Twitter has become the next in a long line of internet giants to criticise the UK government's proposed communications bill, saying that it will force it to break laws in other countries.
The bill wants every UK citizen's every web move documented and kept on file for a year on the off chance that some of them will have broken the law.
Twitter says that, if required to keep tabs on every British user, it can't guarantee that it won't accidentally collect data on non-UK citizens, leaving it vulnerable to legal action from people in countries whose governments trust them a little more.
It also obliquely raises the question: what level of data privacy protection should UK residents be demanding?
The social network raised its concerns in a document on the draft communications bill which is provided to the Commons and Lords committee overseeing the bill.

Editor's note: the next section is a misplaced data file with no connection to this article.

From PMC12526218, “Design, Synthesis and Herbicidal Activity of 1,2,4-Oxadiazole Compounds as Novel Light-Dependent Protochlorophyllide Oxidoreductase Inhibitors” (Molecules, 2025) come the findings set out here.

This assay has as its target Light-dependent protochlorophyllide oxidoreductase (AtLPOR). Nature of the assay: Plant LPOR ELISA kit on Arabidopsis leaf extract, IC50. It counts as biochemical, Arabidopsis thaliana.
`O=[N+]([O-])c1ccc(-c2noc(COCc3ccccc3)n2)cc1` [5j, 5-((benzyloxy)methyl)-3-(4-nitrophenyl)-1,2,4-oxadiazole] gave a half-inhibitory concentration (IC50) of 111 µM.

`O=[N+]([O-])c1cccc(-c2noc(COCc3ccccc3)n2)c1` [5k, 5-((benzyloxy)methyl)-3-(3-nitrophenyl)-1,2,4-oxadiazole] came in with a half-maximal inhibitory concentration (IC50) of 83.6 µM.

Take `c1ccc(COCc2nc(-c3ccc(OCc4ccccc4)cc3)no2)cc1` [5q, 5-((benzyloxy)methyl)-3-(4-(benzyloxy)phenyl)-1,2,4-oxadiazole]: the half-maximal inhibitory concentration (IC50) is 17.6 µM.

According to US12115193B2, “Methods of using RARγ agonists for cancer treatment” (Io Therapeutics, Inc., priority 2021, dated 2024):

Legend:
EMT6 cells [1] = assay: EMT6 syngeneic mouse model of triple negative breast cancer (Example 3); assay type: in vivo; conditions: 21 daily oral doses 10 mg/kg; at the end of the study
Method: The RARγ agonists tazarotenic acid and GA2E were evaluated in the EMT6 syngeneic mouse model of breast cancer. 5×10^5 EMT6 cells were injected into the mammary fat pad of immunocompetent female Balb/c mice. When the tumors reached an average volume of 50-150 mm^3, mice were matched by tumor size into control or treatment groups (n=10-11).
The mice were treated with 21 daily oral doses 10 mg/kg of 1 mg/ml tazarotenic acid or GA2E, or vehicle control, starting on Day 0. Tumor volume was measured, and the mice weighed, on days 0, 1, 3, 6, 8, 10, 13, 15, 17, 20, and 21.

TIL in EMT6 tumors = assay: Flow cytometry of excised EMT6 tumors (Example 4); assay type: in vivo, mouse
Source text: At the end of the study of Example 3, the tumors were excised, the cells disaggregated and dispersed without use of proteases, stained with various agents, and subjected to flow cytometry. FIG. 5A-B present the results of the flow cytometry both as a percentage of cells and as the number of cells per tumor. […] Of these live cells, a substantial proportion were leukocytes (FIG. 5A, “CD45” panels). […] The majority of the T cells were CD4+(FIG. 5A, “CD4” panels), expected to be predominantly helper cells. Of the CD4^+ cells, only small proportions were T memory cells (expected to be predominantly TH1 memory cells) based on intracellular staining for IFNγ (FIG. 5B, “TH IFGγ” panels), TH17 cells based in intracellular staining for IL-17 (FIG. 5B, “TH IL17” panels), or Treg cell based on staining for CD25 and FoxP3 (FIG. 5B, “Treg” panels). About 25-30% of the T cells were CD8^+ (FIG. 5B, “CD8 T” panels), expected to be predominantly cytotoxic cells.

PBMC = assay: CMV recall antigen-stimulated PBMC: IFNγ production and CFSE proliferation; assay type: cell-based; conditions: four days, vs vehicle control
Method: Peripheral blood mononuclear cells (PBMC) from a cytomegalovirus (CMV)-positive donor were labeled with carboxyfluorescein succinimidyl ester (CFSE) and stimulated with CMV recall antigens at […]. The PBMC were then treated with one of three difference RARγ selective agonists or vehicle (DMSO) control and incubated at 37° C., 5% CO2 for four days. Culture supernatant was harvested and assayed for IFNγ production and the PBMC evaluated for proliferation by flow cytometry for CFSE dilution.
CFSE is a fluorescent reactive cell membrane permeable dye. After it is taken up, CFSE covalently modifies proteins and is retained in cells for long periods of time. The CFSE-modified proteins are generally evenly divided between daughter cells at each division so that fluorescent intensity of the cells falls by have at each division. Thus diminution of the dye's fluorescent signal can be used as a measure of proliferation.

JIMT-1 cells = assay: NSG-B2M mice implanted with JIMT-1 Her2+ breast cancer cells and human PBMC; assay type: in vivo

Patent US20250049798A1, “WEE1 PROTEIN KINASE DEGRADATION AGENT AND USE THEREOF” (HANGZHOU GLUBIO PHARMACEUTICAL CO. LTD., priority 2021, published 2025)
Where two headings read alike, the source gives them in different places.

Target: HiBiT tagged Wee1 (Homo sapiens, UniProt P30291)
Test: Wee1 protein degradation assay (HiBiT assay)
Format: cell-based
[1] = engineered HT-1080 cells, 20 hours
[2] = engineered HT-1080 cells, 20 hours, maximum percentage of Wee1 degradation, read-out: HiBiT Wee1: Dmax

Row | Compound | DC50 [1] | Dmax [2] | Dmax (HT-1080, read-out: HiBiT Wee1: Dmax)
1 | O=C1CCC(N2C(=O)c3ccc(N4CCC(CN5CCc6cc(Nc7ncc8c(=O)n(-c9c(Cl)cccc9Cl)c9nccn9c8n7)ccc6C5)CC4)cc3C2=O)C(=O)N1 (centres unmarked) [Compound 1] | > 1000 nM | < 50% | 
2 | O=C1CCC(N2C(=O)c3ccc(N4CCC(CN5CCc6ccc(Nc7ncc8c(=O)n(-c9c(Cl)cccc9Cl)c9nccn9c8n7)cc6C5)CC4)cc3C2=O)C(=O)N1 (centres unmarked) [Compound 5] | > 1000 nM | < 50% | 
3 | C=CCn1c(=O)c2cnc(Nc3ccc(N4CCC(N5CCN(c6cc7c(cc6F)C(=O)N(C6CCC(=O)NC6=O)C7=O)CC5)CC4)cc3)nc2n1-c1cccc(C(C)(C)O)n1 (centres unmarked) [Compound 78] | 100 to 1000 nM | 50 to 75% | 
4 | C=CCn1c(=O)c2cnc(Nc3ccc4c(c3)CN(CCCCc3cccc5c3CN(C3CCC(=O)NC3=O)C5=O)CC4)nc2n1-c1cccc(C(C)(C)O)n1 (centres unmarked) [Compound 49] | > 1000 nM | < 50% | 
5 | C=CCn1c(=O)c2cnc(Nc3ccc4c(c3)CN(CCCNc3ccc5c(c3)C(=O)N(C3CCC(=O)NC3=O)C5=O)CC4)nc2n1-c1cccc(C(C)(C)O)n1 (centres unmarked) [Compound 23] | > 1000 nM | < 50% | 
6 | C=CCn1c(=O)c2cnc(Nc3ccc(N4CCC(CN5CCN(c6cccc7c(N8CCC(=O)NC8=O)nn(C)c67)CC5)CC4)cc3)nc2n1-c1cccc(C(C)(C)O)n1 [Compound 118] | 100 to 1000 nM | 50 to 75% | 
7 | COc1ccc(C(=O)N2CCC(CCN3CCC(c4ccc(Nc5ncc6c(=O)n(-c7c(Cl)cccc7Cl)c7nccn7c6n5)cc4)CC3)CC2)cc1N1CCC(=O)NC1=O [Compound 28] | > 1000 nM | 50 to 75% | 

Twitter's diplomatically worded submission says, "We would be interested to understand what consideration was given to issues of proportionality in the drafting of this provision as well as some cross-jurisdictional challenges which may arise.
"This has the potential to place us in a legally untenable position with respect to privacy, data retention and data protection laws elsewhere in the world."
The micro-bloggers also added that the UK should be aware of the example it is setting to other, perhaps less democratic freedom-minded companies around the world.
It hinted that countries it wouldn't be outlandish to imagine a country that's not so hot on the old human rights implementing a similar plan.
"While it is one thing for a government which has incorporated the European Convention of Human Rights into domestic law to seek to assert authority over overseas companies, it would be of quite a different order for the government of a less democratic country to seek to exercise similar powers.
"In such a case, however, there is a risk that the standing of the UK government and UK companies in resisting such data collection from its own companies could be significantly diluted.
"Indeed, many dissidents abroad, such as Michael Anti in China, count upon Western democracies to lead by example and to pressure their own governments to uphold essential internet freedoms."
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